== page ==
Due to the ever-transient nature of the information made available to the browser automatically and accidentally through the update of the consensus back end and the maintenance of the peer network, we’ll see background dapps or dapplets play a great role in our Web 3.0 experience. Either through always-visible Mac OS dock-like dynamic iconic infographics or dashboard-style dynamic dapplets, we’ll be kept accidentally up to date about that which we care.

After the initial synchronization process, page-loading times will reduce to zero as the static data is pre-downloaded and guaranteed up to date, and the dynamic data (delivered through the consensus engine or p2p-messaging engine) are also maintained up to date. While being synchronized, the user experience will be perfectly solid though actual information shown may be out of date (though may easily not, and can be annotated as such).

For a user of Web 3.0, all interactions will be carried out pseudonymously, securely, and for many services, trustlessly. Those that require a third party or parties, the tools will give the users and App-developers the ability to spread the trust among multiple different, possibly competing, entities, massively reducing the amount of trust one must place in the hands of any given single entity.

With the separation of APIs from front end and back ends, we’ll see additional ability to utilize differing front-end solutions able to deliver a superior user experience. Qt’s QtQuick and QML technologies could, for example, be a stand-in replacement for the HTML/CSS combination of traditional web technologies and would provide native interfaces and rich accelerated graphics with minimal syntactical overhead and on a highly effective reactive-programming paradigm.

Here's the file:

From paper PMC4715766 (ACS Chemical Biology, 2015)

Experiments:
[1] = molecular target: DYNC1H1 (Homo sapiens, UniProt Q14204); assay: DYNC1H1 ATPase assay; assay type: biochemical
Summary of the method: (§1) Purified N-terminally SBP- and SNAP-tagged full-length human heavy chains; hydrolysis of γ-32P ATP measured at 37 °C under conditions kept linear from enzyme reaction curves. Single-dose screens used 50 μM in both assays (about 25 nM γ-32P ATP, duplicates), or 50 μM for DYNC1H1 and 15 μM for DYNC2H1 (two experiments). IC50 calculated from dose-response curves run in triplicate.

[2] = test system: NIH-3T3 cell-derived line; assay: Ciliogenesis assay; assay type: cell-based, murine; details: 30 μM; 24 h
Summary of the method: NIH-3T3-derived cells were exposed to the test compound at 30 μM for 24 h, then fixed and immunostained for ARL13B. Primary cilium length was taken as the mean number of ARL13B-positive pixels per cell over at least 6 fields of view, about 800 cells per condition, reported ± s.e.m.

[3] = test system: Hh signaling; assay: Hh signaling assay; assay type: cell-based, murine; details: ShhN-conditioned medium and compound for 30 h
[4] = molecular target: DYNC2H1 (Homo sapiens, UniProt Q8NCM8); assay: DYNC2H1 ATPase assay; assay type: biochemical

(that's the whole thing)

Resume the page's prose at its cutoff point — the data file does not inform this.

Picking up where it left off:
Migration

The changeover will be gradual.

On Web 2, we’ll increasingly see sites whose back ends utilize Web 3.0-like components such as Bitcoin, BitTorrent and Namecoin. This trend will continue, and the truly Web 3.0 platform Ethereum will likely be used by sites that wish to provide transactional evidence of their content, such as voting sites and exchanges. Of course, a system is only as secure as the weakest link, and so eventually such sites will transition themselves onto a Web 3.0 browser which can provide end-to-end security and trustless interaction.

Say “hello” to Web 3.0, a secure social operating system.

Originally entitled “Dapps: What Web 3.0 Looks Like” and published April 17, 2014 on Gavin Wood’s blog, Insights Into a Modern World.